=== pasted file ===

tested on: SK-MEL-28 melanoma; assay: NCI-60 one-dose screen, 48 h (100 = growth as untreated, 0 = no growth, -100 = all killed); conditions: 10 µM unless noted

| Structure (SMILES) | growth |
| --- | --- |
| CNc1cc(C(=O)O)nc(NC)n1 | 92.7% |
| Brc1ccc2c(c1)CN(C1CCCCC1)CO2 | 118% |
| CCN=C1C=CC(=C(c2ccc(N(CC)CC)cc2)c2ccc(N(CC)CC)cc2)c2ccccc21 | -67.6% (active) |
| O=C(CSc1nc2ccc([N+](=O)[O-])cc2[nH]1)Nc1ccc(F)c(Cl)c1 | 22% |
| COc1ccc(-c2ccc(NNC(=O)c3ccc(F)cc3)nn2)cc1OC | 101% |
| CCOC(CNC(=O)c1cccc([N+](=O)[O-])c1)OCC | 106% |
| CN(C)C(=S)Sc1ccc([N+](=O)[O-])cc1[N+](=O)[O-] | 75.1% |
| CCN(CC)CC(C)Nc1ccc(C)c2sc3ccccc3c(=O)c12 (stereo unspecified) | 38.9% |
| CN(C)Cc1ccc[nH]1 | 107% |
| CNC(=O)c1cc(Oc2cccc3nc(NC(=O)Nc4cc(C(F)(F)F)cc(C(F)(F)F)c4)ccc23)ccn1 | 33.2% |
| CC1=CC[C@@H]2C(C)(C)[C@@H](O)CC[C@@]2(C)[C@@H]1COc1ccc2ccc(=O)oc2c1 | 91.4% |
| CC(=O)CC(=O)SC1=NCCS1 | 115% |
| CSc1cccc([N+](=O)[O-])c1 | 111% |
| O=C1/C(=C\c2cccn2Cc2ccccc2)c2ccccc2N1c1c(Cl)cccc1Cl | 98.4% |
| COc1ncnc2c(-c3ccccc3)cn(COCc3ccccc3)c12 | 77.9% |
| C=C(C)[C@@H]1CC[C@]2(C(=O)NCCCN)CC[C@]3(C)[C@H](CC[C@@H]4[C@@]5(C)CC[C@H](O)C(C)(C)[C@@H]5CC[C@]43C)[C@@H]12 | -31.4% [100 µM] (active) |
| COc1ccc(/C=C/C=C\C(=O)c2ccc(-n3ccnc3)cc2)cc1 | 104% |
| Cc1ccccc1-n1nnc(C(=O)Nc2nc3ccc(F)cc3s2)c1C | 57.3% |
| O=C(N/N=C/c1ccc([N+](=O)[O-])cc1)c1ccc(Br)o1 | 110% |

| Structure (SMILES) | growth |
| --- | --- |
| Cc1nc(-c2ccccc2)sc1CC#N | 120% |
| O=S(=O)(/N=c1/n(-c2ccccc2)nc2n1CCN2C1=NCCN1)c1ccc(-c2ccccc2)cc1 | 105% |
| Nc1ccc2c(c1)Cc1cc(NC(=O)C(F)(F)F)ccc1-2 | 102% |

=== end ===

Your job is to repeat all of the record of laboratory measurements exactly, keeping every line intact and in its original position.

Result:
tested on: SK-MEL-28 melanoma; assay: NCI-60 one-dose screen, 48 h (100 = growth as untreated, 0 = no growth, -100 = all killed); conditions: 10 µM unless noted

| Structure (SMILES) | growth |
| --- | --- |
| CNc1cc(C(=O)O)nc(NC)n1 | 92.7% |
| Brc1ccc2c(c1)CN(C1CCCCC1)CO2 | 118% |
| CCN=C1C=CC(=C(c2ccc(N(CC)CC)cc2)c2ccc(N(CC)CC)cc2)c2ccccc21 | -67.6% (active) |
| O=C(CSc1nc2ccc([N+](=O)[O-])cc2[nH]1)Nc1ccc(F)c(Cl)c1 | 22% |
| COc1ccc(-c2ccc(NNC(=O)c3ccc(F)cc3)nn2)cc1OC | 101% |
| CCOC(CNC(=O)c1cccc([N+](=O)[O-])c1)OCC | 106% |
| CN(C)C(=S)Sc1ccc([N+](=O)[O-])cc1[N+](=O)[O-] | 75.1% |
| CCN(CC)CC(C)Nc1ccc(C)c2sc3ccccc3c(=O)c12 (stereo unspecified) | 38.9% |
| CN(C)Cc1ccc[nH]1 | 107% |
| CNC(=O)c1cc(Oc2cccc3nc(NC(=O)Nc4cc(C(F)(F)F)cc(C(F)(F)F)c4)ccc23)ccn1 | 33.2% |
| CC1=CC[C@@H]2C(C)(C)[C@@H](O)CC[C@@]2(C)[C@@H]1COc1ccc2ccc(=O)oc2c1 | 91.4% |
| CC(=O)CC(=O)SC1=NCCS1 | 115% |
| CSc1cccc([N+](=O)[O-])c1 | 111% |
| O=C1/C(=C\c2cccn2Cc2ccccc2)c2ccccc2N1c1c(Cl)cccc1Cl | 98.4% |
| COc1ncnc2c(-c3ccccc3)cn(COCc3ccccc3)c12 | 77.9% |
| C=C(C)[C@@H]1CC[C@]2(C(=O)NCCCN)CC[C@]3(C)[C@H](CC[C@@H]4[C@@]5(C)CC[C@H](O)C(C)(C)[C@@H]5CC[C@]43C)[C@@H]12 | -31.4% [100 µM] (active) |
| COc1ccc(/C=C/C=C\C(=O)c2ccc(-n3ccnc3)cc2)cc1 | 104% |
| Cc1ccccc1-n1nnc(C(=O)Nc2nc3ccc(F)cc3s2)c1C | 57.3% |
| O=C(N/N=C/c1ccc([N+](=O)[O-])cc1)c1ccc(Br)o1 | 110% |

| Structure (SMILES) | growth |
| --- | --- |
| Cc1nc(-c2ccccc2)sc1CC#N | 120% |
| O=S(=O)(/N=c1/n(-c2ccccc2)nc2n1CCN2C1=NCCN1)c1ccc(-c2ccccc2)cc1 | 105% |
| Nc1ccc2c(c1)Cc1cc(NC(=O)C(F)(F)F)ccc1-2 | 102% |